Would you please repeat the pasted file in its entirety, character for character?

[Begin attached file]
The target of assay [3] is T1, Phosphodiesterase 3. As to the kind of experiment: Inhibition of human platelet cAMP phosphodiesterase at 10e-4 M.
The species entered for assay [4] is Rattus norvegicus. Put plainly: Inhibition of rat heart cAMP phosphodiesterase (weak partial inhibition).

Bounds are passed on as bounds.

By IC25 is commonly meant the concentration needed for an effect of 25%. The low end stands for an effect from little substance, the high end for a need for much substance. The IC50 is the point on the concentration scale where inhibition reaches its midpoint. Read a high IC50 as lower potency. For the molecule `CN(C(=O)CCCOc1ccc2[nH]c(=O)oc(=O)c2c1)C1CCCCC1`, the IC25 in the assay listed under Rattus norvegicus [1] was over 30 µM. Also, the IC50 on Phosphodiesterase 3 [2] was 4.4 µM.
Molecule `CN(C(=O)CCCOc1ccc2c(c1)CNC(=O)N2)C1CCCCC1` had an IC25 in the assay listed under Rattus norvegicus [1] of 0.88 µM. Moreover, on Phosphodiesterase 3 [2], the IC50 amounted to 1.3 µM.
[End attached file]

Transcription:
The target of assay [3] is T1, Phosphodiesterase 3. As to the kind of experiment: Inhibition of human platelet cAMP phosphodiesterase at 10e-4 M.
The species entered for assay [4] is Rattus norvegicus. Put plainly: Inhibition of rat heart cAMP phosphodiesterase (weak partial inhibition).

Bounds are passed on as bounds.

By IC25 is commonly meant the concentration needed for an effect of 25%. The low end stands for an effect from little substance, the high end for a need for much substance. The IC50 is the point on the concentration scale where inhibition reaches its midpoint. Read a high IC50 as lower potency. For the molecule `CN(C(=O)CCCOc1ccc2[nH]c(=O)oc(=O)c2c1)C1CCCCC1`, the IC25 in the assay listed under Rattus norvegicus [1] was over 30 µM. Also, the IC50 on Phosphodiesterase 3 [2] was 4.4 µM.
Molecule `CN(C(=O)CCCOc1ccc2c(c1)CNC(=O)N2)C1CCCCC1` had an IC25 in the assay listed under Rattus norvegicus [1] of 0.88 µM. Moreover, on Phosphodiesterase 3 [2], the IC50 amounted to 1.3 µM.